I'm very confused about the author's explanation of regular curves in my calculus book. The author says that a regular curve $\gamma:[a,b]\to\mathbb{R}^3$ is a curve such that $\gamma'(t)\neq 0$ for all $t\in[a,b]$. The author then says that this is to ensure that there are no "kinks" or "cusps" in the curve, but I'm having difficulty understanding, visually, or intuitively why this is so. More precisely, does $\gamma'(t_0)=0$ if and only if the curve has a kink the point $\gamma(t_0)$? And why does it look like a kink? In my mind, I imgaine an insect flying in space, slowing down, stopping at some point $p$, and continuing it's flight from $p$. On an intuitive level, I think there could be a kink at $p$ because as the insect approaches $p$, it slows down along one line spanned by a tangent vector $v_1$ at $p$, but once it stops, it can continue its flight along another line spanned by a different tangent vector $v_2$ at $p$ (option A below). But it would also have the choice of stopping at $p$ and continuing in the same fashion it was before it slowed down and stopped (option B). So with the option B, it seems like you could have $\gamma'(t)\neq 0$ at $p$, and yet there would be no cusp at $p$. So just by looking at the graph, you wouldn't be able to tell if $\gamma$ was regular or not. Could someone please clarify?

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2 Answers 2


It's easy to confuse the image of the curve with the "animation" of a point tracing that curve. Think about that for a second.

You can have a perfectly smooth looking image, even a straight line, and still have $\gamma'(t)=0$ for some $t$. You just need to imagine a point tracing the line, slowing to a stop, and then picking back up again.

On the other hand, if the curve's image is smooth, you can imagine a point tracing it out at nonzero speed at all points in time. So if the curve's image is smooth, it's possible to parametrize it with a $\gamma$ that never has $\gamma'(t)=0$.

Now if there is some sort of kink, then what will happen to the point when it reaches the kink? It can either jerk suddenly to move in a different direction (making $\gamma'$ discontinuous) or it can slow down to a stop, turn, and accelrate back up again in a new direction. And this would make $\gamma'(t)=0$ at that point in time. So if there is a kink, and if $\gamma'$ is continuous, then there would have to be a $t$ with $\gamma'(t)=0$.

By outlawing $\gamma'(t)=0$ (and I assume also requiring $\gamma'$ to be continuous) the author is outlawing kinks. A side effect is that the author is also outlawing parametrizations of smooth curves where the point that is doing the tracing slows down to a stop before possibly accelerating back up again in the same direction. But that's fine. If it's a smooth curve, it admits some (other) parametrization that doesn't slow to a stop, so the author is still considering such curves.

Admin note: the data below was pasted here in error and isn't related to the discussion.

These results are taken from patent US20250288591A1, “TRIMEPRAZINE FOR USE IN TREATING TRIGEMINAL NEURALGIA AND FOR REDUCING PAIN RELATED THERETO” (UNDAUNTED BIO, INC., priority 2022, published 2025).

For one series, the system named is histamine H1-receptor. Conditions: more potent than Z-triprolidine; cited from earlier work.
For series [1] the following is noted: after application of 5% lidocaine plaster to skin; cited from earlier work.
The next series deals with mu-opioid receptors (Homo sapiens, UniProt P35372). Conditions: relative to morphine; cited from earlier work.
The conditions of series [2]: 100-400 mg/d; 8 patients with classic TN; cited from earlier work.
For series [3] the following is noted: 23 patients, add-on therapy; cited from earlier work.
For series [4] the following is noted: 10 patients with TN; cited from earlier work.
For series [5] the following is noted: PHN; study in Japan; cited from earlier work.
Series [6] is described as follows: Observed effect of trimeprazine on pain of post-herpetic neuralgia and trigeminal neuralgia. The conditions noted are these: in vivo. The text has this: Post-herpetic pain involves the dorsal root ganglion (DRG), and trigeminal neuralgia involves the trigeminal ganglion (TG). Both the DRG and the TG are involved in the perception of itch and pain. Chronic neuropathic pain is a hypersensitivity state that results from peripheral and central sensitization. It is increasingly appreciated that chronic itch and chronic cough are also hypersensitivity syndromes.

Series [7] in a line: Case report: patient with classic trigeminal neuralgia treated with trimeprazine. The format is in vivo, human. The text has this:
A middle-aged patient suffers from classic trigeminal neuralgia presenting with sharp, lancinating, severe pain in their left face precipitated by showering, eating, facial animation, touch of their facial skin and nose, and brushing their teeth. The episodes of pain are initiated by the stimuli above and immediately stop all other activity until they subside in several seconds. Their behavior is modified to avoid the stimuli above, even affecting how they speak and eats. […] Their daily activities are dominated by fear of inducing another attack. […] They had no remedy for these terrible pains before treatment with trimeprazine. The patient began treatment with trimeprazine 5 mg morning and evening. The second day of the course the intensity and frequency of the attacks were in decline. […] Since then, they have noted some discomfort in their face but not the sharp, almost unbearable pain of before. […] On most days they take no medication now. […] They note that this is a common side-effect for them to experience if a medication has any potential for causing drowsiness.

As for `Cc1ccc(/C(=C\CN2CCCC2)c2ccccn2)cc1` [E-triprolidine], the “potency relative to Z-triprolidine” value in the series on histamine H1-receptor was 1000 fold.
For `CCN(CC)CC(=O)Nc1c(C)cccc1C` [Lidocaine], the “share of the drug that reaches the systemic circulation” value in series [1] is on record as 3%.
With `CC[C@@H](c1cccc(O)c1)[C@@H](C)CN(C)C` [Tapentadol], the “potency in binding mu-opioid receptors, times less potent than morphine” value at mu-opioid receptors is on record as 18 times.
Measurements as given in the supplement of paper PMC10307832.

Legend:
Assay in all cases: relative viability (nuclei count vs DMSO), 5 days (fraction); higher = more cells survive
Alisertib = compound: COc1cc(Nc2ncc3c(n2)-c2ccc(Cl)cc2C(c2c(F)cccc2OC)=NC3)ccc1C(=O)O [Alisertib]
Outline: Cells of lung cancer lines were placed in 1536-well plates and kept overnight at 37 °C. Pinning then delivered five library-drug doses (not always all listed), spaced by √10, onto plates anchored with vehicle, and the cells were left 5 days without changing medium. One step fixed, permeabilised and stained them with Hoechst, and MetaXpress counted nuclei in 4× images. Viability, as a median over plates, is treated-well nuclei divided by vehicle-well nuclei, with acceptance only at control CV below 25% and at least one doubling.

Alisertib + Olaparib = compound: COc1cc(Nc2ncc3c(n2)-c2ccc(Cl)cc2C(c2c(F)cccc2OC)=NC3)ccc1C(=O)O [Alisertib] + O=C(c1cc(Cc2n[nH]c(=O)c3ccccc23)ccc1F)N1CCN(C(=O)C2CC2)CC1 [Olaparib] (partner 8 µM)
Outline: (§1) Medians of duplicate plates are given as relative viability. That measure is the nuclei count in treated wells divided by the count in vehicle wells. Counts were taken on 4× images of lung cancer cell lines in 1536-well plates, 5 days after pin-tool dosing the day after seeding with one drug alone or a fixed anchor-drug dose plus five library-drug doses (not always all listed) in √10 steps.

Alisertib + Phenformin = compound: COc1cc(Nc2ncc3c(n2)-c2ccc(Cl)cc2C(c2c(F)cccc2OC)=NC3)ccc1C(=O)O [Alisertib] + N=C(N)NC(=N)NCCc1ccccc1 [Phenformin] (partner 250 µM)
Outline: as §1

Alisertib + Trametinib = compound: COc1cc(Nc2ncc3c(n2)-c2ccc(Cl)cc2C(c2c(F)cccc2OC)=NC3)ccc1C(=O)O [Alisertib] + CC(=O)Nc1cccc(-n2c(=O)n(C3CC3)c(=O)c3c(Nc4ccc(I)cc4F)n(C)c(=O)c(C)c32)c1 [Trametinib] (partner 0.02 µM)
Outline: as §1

• 2
    $\begingroup$ Not quite. If $\gamma'(t)\neq0$, that does imply there is no kink there. If $\gamma'(0)=0$, then that doesn't necessarily mean there is a kink there. Maybe there is, maybe there isn't. And no, a regular curve does not have a cusp. A cusp necessitates that the point tracing it slows down to a stop for a moment, which would make $\gamma'(t)=0$, which would make it not regular. $\endgroup$
    – 2'5 9'2
    Commented Sep 13, 2015 at 8:06
  • $\begingroup$ Ok, I think I see now. Thank you :) $\endgroup$
    – user153582
    Commented Sep 13, 2015 at 8:07
  • $\begingroup$ Also, a curve such as $\gamma(t) = (0,0,t+\sin(2t))$ has an image which is a straight line (the $z$ axis), but each time the particle stops, it changes direction (from upwards to downwards, or vice versa). Another example, where each point on the line is visited infinitely many times, is $\gamma(t) = (0,0,t\sin(2t))$. $\endgroup$ Commented Sep 13, 2015 at 13:38
  • $\begingroup$ Thanks for your nice answer.Can you explain why it is avoiding this non-regular curves,rather 0 velocity at a point case? For example as an example has been given of a straight line which is not regular.In Differential Geometry we need to study geometry of curves like curvature and torsion,which are independent of parametrization. So what it seems that a curve has a kink or cusp iff for all parametrization it is non regular! Is it true? $\endgroup$
    – Srijit
    Commented Mar 21, 2018 at 18:14

$\gamma'(t) \neq 0$ can be seen as "The particle never stops.", since the position always changes.

  • $\begingroup$ You can have a kink and have $\gamma'(t)$ exist there. $\gamma'(t)$ can be $0$ at cusps. This is about a parametrization $\gamma$ of the curve, and its derivative. You are talking about tangent lines, which is a related subject but not what this is directly about. $\endgroup$
    – 2'5 9'2
    Commented Sep 13, 2015 at 8:09
  • $\begingroup$ Arg, good point, mistake by me. $\endgroup$
    – Antitheos
    Commented Sep 13, 2015 at 8:10
  • $\begingroup$ No problem. A famous example is $(t^2,t^3)$, which traces a curve with a cusp. And the derivative at $t=0$ is $(0,0)$. If you animate this, you can see the point tracing it out slow to a stop for a brief moment. $\endgroup$
    – 2'5 9'2
    Commented Sep 13, 2015 at 8:11

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